Now let us look at a couple of metaphors used to talk about (think about) the ‘employer-employee’ (employment) relationship. The most common one is that of ‘marriage’ – with sometimes a finer distinction being made between ‘arranged marriage’ and ‘love marriage’. While this metaphor help us to generate useful ideas (e.g. the importance of ensuring high degree of ‘person-organization’ and ‘person-job’ fit at the time of selection), it also brings in meanings that might not be appropriate (e.g. the requirement for making a long term commitment at the time of joining the organization – reflected in statements like ‘we should hire only those people who are willing to make a long term commitment to the organization’). As a social institution, we don’t yet have a viable alternative to marriage. But we do have viable alternatives to lifelong employment. In some societies, marriage is a sacred bond. But employment might not be so. While stability/continuity of employments is important for business, the disruption caused by employee attrition is often no way close to the trauma caused by the dissolution of marriage. Again, in the context of frequent rightsizing and reorganization, a sacred longtime employment commitment might not be feasible even from the organization’s point of view.

Another metaphor is that of the family (with the employer being the parent and the employee being the child). While this metaphor also helps us to generate useful ideas (like encouraging high degree of mutual trust & collaboration, care/benevolence towards the employees, extra-role behavior/going the extra mile etc.), it also brings in meanings that might not be appropriate (like a lopsided relationship/power balance, assumption that the employer/manager always ‘knows best’, encouraging ‘Parent-Child’ interactions as opposed to ‘Adult-Adult’ interactions– in the Transactional Analysis sense – between the employer/manager and the employee etc.)

So where are we now? We have found that two of the most common metaphors used to talk about (think about) the ‘employer-employee’ (employment) relationship have significant disadvantages. They also create avoidable complications when it comes to figuring out what kind of trust and commitment would be appropriate in an organizational context. However, metaphors have tremendous rhetorical value and hence they are highly useful for leaders/managers in the complex endeavor of ‘motivating’ or ‘inspiring’ employees (Please see ‘Power of carrot and stick’). Metaphors are also be very useful for employees to find meaning (or to make sense) in the workplace (Please see ‘Architects of meaning’). Again, it would be very difficult (or even impossible) to totally avoid the use of metaphors as they are such an integral part of our thinking process. Hence metaphors are here to stay and we need to make the best use of them.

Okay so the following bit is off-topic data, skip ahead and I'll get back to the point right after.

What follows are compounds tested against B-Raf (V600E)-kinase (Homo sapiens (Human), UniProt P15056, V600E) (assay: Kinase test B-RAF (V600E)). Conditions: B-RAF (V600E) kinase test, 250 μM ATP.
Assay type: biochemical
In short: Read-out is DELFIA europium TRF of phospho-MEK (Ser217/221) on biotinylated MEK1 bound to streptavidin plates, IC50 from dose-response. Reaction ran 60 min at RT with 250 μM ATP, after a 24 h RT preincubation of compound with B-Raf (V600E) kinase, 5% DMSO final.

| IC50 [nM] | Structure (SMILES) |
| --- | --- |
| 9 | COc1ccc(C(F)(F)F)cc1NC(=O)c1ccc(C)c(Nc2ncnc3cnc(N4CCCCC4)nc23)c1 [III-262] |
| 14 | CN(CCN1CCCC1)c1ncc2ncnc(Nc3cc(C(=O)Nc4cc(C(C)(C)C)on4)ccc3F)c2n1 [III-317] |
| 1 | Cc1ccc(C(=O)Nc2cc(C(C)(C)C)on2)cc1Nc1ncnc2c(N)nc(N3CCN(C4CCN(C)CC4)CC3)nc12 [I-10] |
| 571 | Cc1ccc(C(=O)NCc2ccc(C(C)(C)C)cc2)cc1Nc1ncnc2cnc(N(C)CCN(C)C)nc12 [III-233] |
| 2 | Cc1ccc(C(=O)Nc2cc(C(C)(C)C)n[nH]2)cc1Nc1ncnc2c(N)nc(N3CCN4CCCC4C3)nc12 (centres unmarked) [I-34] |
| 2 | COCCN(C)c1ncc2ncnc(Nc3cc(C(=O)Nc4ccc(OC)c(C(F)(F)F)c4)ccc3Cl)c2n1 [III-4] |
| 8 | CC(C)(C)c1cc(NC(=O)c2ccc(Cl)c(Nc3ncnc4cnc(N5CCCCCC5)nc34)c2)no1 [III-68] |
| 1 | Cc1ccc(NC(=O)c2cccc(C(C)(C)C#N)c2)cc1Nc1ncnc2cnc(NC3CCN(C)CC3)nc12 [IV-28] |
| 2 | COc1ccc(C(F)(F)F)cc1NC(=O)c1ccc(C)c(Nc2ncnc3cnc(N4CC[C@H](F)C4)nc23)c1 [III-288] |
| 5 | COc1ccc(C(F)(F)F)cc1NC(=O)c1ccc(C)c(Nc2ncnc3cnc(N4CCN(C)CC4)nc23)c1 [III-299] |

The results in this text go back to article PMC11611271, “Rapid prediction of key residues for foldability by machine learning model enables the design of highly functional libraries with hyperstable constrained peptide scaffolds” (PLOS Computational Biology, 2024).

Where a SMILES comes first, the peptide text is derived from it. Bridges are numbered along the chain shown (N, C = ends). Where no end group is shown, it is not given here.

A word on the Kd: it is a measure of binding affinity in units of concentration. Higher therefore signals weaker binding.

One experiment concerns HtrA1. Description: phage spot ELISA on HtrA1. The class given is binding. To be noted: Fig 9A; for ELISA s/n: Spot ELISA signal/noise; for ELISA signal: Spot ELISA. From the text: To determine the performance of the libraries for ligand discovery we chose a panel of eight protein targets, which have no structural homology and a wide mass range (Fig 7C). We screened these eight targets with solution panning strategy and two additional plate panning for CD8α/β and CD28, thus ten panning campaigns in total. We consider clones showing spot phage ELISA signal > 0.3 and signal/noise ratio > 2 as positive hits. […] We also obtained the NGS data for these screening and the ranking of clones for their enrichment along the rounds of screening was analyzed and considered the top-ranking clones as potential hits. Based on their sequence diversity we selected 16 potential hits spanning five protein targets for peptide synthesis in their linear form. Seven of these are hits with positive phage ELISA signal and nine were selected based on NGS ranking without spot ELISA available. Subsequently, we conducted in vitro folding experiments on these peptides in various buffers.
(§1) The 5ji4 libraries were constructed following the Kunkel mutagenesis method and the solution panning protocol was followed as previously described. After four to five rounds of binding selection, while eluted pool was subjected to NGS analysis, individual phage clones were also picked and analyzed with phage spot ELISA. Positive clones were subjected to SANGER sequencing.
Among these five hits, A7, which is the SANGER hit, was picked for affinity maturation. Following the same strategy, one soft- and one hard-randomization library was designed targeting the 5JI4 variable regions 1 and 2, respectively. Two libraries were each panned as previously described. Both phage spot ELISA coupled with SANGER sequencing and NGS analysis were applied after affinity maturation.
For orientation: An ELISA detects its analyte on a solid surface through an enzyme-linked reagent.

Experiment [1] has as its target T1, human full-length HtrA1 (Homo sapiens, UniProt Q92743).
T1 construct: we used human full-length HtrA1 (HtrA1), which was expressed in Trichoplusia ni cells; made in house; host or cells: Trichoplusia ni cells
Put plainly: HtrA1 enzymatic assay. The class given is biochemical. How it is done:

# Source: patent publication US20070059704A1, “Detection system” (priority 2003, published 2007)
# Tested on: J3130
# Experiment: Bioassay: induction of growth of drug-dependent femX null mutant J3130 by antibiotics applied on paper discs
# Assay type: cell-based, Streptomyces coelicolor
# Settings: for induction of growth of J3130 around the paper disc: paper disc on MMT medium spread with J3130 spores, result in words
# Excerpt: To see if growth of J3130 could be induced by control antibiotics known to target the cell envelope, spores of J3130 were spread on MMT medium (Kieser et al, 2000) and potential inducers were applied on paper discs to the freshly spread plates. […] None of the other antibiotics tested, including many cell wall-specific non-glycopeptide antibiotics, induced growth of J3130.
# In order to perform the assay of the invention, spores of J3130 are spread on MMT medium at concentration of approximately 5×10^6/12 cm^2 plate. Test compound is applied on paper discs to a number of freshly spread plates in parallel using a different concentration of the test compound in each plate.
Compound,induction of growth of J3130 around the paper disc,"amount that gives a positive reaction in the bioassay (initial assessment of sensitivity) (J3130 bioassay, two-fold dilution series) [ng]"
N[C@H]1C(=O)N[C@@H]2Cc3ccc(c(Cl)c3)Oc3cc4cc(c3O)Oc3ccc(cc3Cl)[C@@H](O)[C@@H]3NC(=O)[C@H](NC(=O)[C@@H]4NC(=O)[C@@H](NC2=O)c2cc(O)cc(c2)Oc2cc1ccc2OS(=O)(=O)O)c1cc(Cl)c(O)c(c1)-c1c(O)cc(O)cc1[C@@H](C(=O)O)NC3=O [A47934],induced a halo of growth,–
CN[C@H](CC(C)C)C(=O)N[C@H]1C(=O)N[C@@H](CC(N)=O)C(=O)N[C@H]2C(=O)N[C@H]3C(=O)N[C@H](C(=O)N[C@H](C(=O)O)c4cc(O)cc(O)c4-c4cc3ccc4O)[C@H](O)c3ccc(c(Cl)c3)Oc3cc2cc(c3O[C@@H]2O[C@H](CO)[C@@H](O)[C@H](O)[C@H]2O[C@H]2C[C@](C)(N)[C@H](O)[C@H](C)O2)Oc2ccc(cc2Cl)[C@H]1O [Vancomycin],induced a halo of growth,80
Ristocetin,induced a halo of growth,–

Are there metaphors that are more appropriate for helping us understand commitment and trust in the employment relationship? May be, there is no one metaphor that is appropriate. The best course of action might be to use multiple metaphors (e.g. marriage, family, contract, partnership, citizenship, mission, journey, marketplace, channel, tribe, village, casino etc.) to generate a wide range of ideas on the various aspects/dimensions of the topic/concept, while consciously watching out for spurious meanings/ideas that are likely to come in as part of that process, so that we can select the useful ideas (and discard the irrelevant/misleading ones) enabling us to come up with richer understanding and better responses!

Any ideas/comments/metaphors?